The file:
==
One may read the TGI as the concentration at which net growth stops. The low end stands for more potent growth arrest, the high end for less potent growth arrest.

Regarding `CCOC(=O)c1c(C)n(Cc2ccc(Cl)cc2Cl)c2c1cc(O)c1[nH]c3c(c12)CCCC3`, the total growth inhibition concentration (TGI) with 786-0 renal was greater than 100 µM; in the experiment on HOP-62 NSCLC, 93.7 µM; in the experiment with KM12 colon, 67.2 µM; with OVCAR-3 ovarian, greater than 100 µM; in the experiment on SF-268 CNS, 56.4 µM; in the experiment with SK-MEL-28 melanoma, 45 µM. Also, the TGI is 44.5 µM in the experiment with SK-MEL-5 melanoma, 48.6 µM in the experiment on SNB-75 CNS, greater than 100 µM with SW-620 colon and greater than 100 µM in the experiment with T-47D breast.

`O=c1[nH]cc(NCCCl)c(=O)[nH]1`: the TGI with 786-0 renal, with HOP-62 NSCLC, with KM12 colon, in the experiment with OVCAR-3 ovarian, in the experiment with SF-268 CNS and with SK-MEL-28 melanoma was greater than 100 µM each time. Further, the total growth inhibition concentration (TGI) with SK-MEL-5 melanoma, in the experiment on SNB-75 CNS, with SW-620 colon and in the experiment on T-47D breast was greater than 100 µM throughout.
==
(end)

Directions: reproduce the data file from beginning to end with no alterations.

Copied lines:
One may read the TGI as the concentration at which net growth stops. The low end stands for more potent growth arrest, the high end for less potent growth arrest.

Regarding `CCOC(=O)c1c(C)n(Cc2ccc(Cl)cc2Cl)c2c1cc(O)c1[nH]c3c(c12)CCCC3`, the total growth inhibition concentration (TGI) with 786-0 renal was greater than 100 µM; in the experiment on HOP-62 NSCLC, 93.7 µM; in the experiment with KM12 colon, 67.2 µM; with OVCAR-3 ovarian, greater than 100 µM; in the experiment on SF-268 CNS, 56.4 µM; in the experiment with SK-MEL-28 melanoma, 45 µM. Also, the TGI is 44.5 µM in the experiment with SK-MEL-5 melanoma, 48.6 µM in the experiment on SNB-75 CNS, greater than 100 µM with SW-620 colon and greater than 100 µM in the experiment with T-47D breast.

`O=c1[nH]cc(NCCCl)c(=O)[nH]1`: the TGI with 786-0 renal, with HOP-62 NSCLC, with KM12 colon, in the experiment with OVCAR-3 ovarian, in the experiment with SF-268 CNS and with SK-MEL-28 melanoma was greater than 100 µM each time. Further, the total growth inhibition concentration (TGI) with SK-MEL-5 melanoma, in the experiment on SNB-75 CNS, with SW-620 colon and in the experiment on T-47D breast was greater than 100 µM throughout.